Over the years, I have witnessed many intelligent leaders stumble while leading change. A few because of external challenges or outright hostility; most because they did not recognize what being a leader means nowadays in the fast-moving economy of the 21st century. Without trying to be exhaustive, I want to address how organizational change often becomes a personal dilemma for leaders.
You don’t choose change, it chooses you
Truth is that by the time leaders consider the need for drastic change, they have already experienced loss of control and stress:
- something is not going as they had hoped,
- worse, it has gone completely awry,
- often, they are in conflict with others about what to do next.
The specters of poor performance and failure haunt the leader’s thoughts. Self-protection rather than change is more the mood of the moment.
The old way got you in hot water
Why do organizations tolerate dysfunctional interactions that destroy trust? And what prevents leaders from confronting toxic behaviors effectively? In this short clip, Elizabeth Holloway, PhD in Psychology, provides a useful introduction to understanding how toxic behaviors persist.
To access the complete presentation, click here
Our Viewpoint on Toxic Behaviors in Organizations
As Dr. Holloway argues toxic behavior relies on a system with different players. Identifying the participants in a toxic situation can help everyone gain clarity about the dynamics at play and decide for themselves what is the right course of action, whether as a leader or as a participant.
In her presentation, Holloway identifies three players in a toxic behavior system as:
- The perpetrator,
- The protector and
- The buffer,
For good measure, I will add the notion of:
In fact, once a pattern of toxic behavior is entrenched, everybody in the organization becomes an avoider to some degree. (As we will see later this often also applies to the leader.)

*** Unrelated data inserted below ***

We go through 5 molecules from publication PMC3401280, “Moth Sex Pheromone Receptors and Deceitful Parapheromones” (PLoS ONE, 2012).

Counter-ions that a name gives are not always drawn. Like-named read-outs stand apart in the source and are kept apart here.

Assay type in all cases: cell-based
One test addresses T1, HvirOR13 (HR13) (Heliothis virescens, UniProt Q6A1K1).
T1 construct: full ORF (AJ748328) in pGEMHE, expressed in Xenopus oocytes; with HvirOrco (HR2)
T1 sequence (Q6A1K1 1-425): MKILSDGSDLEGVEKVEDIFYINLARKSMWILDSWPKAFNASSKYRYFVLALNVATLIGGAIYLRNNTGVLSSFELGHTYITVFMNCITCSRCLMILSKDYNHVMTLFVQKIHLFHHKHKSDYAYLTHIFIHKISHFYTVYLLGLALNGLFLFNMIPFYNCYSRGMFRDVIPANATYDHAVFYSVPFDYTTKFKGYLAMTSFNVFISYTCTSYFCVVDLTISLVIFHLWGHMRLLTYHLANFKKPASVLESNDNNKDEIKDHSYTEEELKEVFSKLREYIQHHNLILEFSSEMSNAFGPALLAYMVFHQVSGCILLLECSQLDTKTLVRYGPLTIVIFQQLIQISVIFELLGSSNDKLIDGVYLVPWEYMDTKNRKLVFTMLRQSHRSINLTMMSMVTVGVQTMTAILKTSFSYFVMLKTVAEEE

What holds the situation in place is fear. Most of us have no expertise in confronting toxic behavior. Besides, in many instances the person calling out the toxic behavior gets labelled the trouble maker. So no one thinks they have anything to gain through confrontation.
The Making of a Toxic Culture
When pressure mounts at work is usually when leaders speak most of empowerment. In truth they are looking for greater initiative. With high expectations to see an impact on performance, few things rile leaders more than advocating for employee empowerment and seeing little employee initiative in return.
Left frustrated, leaders often rationalize this “apathy” as the sign that something is wrong with employee motivation: disinterest, laziness, stupidity, stubbornness, or the like. In isolated instances character “flaws” could be valid explanations, but if this perceived “apathy” is pervasive, something else is necessarily at work.
Trust — the Missing Link
When I look at situations where employees lack initiative, a strong correlation usually reveals itself with what leaders themselves are doing . Fundamentally a lack of engagement stems from the absence of trust in the leader. Trust builds from many different aspects, but two are critical for leaders: they must be trusted as leader and as a person.
Individuals, teams and entire organizations can easily slip from working hard in a productive manner to a state of overwhelm that generates diminishing results. Some even confuse overwhelm with results. The flawed thinking goes something like this: “we are so miserable; it’s got to mean we are productive”. In reality overwhelm is a state of ineffectiveness. The challenge for leaders is to understand the signals of overwhelm correctly and then refuse to accept it as a normal state of operation.
Alan Mullaly explains how the executive team at Ford Motor Company changed to a culture of accountability.
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Viewpoint on Creating a Culture of Accountability
True accountability needs a culture of trust and openness and it is up to the leader to put in place the following necessary conditions: safety, clarity of purpose, trust, and an environment where responsibility is valued. Talking about accountability without such conditions in place will cause people to go into a mode of self-protection rather than initiative.
Candor in the workplace as Jack Welch describes is the necessary lubricant for organizations to run well. What prevents candor is fear.
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Viewpoint on Candor in the Workplace
In our experience, candor grows when leaders have established the following prerequisite conditions: safety, trust, clarity and transparent accountability.